• Source
    • "CI 1.14–2.65) in women in whom both ovaries remained [21]. Farquar et al. investigated the association between menopause and hysterectomy, and demonstrated that the onset of menopause in women who underwent hysterectomy retaining both ovaries was nearly four years earlier when compared to women with intact uteri and also that the onset of menopause in women who retained one ovary more than four years earlier than women who retained both ovaries [22]. After hysterectomy, evaluation of ovarian arterial blood flow may be helpful to predict ovarian function [23] [24]. "
    [Show abstract] [Hide abstract]
    ABSTRACT: The aim of this study was to evaluate ovarian function with longitudinal changes in serum levels of anti-mullerian hormone (AMH), follicle stimulating hormone (FSH) and estradiol (E2) after total abdominal hysterectomy (TAH) with ovarian conservation. In this prospective longitudinal study, a total of 29 women, aged 39 to 48 years, suffering from uterine pathologies underwent TAH with ovarian conservation. Their serum AMH, FSH and E2 levels were measured at baseline, at the first month and the third month after TAH. There was a statistically significant decrease in AMH serum levels between the baseline and the first postoperative month; the values were 0.22 (0.16-1.49) ng/mL and 0.18 (0.04-0.52) ng/mL, respectively. However, significant differences were not seen for serum levels of FSH and E2 when baseline and one-month values were compared. In addition, no statistically significant differences were detected between the baseline and third-month serum AMH, FSH and E2 levels. The study demonstrated that TAH affects ovarian function temporarily.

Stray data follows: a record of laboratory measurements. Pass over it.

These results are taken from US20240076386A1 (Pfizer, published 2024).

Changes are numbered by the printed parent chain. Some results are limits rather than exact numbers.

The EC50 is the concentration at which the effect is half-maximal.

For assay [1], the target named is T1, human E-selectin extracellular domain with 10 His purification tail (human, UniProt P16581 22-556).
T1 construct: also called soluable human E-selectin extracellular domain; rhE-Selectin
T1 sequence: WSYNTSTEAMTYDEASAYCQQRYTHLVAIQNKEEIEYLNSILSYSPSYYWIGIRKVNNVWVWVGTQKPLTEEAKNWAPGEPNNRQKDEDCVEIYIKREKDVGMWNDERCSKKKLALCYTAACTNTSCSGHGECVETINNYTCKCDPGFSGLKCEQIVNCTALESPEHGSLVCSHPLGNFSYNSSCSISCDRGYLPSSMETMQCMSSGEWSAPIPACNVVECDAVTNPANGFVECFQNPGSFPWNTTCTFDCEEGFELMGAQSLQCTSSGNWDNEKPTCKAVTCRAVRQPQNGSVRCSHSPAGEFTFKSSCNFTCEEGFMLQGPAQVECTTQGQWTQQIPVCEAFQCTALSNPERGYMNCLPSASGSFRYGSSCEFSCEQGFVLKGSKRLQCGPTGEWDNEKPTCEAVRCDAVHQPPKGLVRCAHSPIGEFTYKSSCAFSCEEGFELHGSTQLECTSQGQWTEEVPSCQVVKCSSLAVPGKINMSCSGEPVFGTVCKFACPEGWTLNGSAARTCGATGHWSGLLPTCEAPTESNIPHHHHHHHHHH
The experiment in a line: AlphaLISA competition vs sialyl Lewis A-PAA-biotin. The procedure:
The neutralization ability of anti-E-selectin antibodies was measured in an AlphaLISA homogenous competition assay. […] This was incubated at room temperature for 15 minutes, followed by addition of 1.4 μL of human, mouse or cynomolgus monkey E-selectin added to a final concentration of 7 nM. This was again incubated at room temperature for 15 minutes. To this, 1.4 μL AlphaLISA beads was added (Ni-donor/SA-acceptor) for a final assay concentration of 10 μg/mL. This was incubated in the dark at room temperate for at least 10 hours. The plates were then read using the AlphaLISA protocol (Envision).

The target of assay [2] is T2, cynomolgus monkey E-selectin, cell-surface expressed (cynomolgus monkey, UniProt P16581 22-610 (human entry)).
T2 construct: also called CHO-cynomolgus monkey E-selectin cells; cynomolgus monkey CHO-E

Advances in Clinical and Experimental Medicine 09/2014; 23(5):821-5. DOI:10.17219/acem/37259 · 1.10 Impact Factor
Show more